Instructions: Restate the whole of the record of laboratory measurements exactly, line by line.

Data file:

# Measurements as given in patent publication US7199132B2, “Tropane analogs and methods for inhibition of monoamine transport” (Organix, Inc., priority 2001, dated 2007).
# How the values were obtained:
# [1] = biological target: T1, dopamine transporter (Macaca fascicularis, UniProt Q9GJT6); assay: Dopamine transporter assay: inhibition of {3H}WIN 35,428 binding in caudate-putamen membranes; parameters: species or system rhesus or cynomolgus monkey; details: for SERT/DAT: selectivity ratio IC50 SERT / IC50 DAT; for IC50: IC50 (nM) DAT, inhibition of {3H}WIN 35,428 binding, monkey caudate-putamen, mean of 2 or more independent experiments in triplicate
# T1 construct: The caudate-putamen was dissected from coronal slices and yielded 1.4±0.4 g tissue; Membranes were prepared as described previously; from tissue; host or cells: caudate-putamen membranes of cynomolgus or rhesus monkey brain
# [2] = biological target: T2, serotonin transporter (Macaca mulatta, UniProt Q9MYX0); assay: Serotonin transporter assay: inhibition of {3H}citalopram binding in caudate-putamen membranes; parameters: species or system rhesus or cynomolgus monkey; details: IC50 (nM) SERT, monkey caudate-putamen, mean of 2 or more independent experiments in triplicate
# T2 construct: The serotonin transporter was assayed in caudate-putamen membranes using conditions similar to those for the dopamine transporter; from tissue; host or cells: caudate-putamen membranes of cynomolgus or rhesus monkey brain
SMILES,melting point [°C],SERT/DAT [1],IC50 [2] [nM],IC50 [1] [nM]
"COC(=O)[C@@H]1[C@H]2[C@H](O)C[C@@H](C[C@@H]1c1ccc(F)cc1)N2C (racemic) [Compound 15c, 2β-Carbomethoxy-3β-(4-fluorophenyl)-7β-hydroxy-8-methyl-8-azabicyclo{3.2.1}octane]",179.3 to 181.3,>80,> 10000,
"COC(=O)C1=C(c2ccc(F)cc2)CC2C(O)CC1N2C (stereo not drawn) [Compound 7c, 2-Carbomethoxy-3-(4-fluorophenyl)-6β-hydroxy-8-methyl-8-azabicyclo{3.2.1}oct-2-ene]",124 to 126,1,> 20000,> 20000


# Measurements as given in patent publication US7199132B2, “Tropane analogs and methods for inhibition of monoamine transport” (Organix, Inc., priority 2001, dated 2007).
# How the values were obtained:
# [1] = biological target: T1, dopamine transporter (Macaca fascicularis, UniProt Q9GJT6); assay: Dopamine transporter assay: inhibition of {3H}WIN 35,428 binding in caudate-putamen membranes; parameters: species or system rhesus or cynomolgus monkey; details: for SERT/DAT: selectivity ratio IC50 SERT / IC50 DAT; for IC50: IC50 (nM) DAT, inhibition of {3H}WIN 35,428 binding, monkey caudate-putamen, mean of 2 or more independent experiments in triplicate
# T1 construct: The caudate-putamen was dissected from coronal slices and yielded 1.4±0.4 g tissue; Membranes were prepared as described previously; from tissue; host or cells: caudate-putamen membranes of cynomolgus or rhesus monkey brain
# [2] = biological target: T2, serotonin transporter (Macaca mulatta, UniProt Q9MYX0); assay: Serotonin transporter assay: inhibition of {3H}citalopram binding in caudate-putamen membranes; parameters: species or system rhesus or cynomolgus monkey; details: IC50 (nM) SERT, monkey caudate-putamen, mean of 2 or more independent experiments in triplicate
# T2 construct: The serotonin transporter was assayed in caudate-putamen membranes using conditions similar to those for the dopamine transporter; from tissue; host or cells: caudate-putamen membranes of cynomolgus or rhesus monkey brain
SMILES,melting point [°C],SERT/DAT [1],IC50 [2] [nM],IC50 [1] [nM]
"COC(=O)[C@@H]1[C@H]2[C@H](O)C[C@@H](C[C@@H]1c1ccc(F)cc1)N2C (racemic) [Compound 15c, 2β-Carbomethoxy-3β-(4-fluorophenyl)-7β-hydroxy-8-methyl-8-azabicyclo{3.2.1}octane]",179.3 to 181.3,>80,> 10000,
"COC(=O)C1=C(c2ccc(F)cc2)CC2C(O)CC1N2C (stereo not drawn) [Compound 7c, 2-Carbomethoxy-3-(4-fluorophenyl)-6β-hydroxy-8-methyl-8-azabicyclo{3.2.1}oct-2-ene]",124 to 126,1,> 20000,> 20000